The Original Kings of Comedy
You’d think this would have been more at home as an HBO concert film, but it did extremely well in theaters in limited release. Steve Harvey emcees and does his own material between acts; the wiry D.L. Hughley, the roly-poly Cedric the Entertainer, and the severe Bernie Mac get to do extended acts, but Harvey, whose resemblance to Richard Pryor is more than just physical (he has a similar way of raising his voice in an indignant shrill), seems like the star. Spike Lee shot the proceedings fast and loose, on digital video; I can’t say how the result looked in theaters, where the image was transferred to 35mm, but on the DVD, a direct digital transfer, we get hyper-clarity but miss the grain and texture of film — it looks like something shot for HBO, though the image is markedly more pristine than past shot-on-video concerts.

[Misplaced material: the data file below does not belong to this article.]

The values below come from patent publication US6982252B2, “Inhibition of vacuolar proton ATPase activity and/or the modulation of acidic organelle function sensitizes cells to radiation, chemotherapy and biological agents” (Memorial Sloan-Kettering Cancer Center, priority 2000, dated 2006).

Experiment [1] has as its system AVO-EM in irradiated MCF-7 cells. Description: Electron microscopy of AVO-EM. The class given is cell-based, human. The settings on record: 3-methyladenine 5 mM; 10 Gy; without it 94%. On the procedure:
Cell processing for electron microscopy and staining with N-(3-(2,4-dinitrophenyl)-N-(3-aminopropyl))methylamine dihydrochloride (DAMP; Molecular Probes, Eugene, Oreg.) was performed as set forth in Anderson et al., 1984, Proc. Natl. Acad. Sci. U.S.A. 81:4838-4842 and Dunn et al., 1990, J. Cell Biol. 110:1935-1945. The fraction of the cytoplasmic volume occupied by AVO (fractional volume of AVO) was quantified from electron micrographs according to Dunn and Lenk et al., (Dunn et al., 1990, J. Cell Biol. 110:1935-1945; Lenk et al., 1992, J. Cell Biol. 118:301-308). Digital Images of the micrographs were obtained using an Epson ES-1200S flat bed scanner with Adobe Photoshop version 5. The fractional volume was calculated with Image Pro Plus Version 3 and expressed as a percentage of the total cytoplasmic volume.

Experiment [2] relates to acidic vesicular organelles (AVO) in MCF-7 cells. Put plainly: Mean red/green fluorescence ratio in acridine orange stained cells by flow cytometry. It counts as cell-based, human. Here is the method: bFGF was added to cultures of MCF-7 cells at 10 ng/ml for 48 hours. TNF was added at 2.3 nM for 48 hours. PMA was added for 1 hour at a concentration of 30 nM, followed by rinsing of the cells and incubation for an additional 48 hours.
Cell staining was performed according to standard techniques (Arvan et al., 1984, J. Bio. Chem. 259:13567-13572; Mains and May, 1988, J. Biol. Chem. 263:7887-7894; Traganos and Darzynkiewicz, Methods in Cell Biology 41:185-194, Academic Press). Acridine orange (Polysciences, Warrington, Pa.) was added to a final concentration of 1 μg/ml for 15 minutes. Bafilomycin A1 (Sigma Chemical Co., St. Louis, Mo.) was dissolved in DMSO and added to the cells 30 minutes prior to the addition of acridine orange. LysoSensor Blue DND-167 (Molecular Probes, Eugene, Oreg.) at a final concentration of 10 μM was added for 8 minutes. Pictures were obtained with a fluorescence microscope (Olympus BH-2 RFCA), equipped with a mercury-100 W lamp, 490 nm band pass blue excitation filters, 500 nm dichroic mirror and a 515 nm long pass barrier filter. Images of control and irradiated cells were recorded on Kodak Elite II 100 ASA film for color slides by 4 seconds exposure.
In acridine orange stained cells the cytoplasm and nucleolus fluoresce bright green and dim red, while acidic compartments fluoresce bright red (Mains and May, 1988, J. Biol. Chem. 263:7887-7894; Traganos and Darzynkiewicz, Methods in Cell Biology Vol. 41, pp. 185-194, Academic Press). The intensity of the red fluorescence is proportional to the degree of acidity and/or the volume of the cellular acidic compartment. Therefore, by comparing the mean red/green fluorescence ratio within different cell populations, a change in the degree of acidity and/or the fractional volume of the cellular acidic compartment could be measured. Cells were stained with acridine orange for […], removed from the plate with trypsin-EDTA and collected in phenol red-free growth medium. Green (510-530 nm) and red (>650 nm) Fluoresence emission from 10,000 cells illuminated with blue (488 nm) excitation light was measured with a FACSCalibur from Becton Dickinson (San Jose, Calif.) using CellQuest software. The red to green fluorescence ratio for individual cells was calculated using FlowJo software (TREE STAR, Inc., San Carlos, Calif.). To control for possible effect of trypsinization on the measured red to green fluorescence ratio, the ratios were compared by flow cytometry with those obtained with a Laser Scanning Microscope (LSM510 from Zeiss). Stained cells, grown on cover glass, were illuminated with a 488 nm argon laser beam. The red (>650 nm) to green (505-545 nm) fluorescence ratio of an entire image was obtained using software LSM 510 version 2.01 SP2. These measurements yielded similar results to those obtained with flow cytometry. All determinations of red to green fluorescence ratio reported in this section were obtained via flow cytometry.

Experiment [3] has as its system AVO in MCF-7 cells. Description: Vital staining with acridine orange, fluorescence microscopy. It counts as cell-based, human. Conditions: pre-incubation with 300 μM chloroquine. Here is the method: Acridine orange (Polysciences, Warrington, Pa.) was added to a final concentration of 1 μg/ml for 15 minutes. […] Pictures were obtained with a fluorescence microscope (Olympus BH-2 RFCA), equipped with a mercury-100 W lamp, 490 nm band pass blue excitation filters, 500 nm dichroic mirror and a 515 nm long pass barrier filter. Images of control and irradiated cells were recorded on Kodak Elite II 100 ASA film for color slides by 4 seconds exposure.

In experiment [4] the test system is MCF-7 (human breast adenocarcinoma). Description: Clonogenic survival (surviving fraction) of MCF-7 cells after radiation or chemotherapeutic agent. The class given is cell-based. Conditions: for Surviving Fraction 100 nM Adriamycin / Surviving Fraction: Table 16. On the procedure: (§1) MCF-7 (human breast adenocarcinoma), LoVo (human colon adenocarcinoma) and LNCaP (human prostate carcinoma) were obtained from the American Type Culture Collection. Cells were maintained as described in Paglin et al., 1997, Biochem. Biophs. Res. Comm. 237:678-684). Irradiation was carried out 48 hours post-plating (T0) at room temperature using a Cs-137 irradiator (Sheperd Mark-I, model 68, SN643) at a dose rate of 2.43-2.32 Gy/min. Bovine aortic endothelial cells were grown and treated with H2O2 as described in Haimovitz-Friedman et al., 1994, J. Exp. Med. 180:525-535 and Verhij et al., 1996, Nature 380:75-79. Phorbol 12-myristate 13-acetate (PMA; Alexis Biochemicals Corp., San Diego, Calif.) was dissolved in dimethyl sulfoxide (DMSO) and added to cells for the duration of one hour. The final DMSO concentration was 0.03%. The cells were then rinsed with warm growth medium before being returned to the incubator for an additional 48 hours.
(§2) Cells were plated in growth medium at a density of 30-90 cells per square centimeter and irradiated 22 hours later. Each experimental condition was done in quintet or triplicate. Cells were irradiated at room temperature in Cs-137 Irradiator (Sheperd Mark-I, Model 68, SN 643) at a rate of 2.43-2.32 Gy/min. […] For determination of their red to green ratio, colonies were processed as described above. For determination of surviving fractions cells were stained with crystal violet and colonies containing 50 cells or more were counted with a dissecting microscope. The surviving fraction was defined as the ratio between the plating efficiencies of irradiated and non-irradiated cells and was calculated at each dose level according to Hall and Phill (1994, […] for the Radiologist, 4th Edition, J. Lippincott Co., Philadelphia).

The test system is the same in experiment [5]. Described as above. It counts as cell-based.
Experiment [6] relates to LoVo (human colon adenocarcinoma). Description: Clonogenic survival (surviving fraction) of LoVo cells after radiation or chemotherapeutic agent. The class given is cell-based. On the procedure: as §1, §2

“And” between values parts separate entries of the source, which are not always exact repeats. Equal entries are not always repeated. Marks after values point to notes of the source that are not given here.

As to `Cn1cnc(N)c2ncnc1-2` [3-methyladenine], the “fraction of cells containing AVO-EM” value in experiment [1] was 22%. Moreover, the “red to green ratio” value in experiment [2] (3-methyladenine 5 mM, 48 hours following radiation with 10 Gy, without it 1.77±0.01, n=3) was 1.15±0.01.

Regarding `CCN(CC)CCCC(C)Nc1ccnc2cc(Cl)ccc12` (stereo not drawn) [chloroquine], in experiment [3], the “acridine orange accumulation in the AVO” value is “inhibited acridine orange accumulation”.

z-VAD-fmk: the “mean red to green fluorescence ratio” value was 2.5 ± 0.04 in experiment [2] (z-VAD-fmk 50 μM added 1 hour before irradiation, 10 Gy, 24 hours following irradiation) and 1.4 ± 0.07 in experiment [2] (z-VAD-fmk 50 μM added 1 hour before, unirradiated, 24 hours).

As for the film itself, an hour of it would probably have been enough. The comedians have distinct styles but often seem to double back to the same racial-comparison shtick, which goes something like “White people always [insert joke about a goofy and/or impractical thing white people do]. Black folks are different — we’re more like [insert joke about a shrewd and/or frugal thing black people do].” Steve Harvey sets the tone with his joke about how a black band would act on the Titanic, and the other three comedians play to the mostly black audience, flattering them with goofy-white-people observations. To me as a white viewer, this is funny at first but gets sort of old after a few repetitions — we get it; black people and white people are different. Also speaking as a white viewer, some of the material (particularly some of Bernie Mac’s stuff) is incomprehensible to me, as it no doubt should be — it’s not really meant for me. I enjoyed much of it, but I’m neither in the “hilarious” camp nor in the “It’s ironic that Spike Lee made Bamboozled after making this minstrel show” camp (a charge I don’t really understand).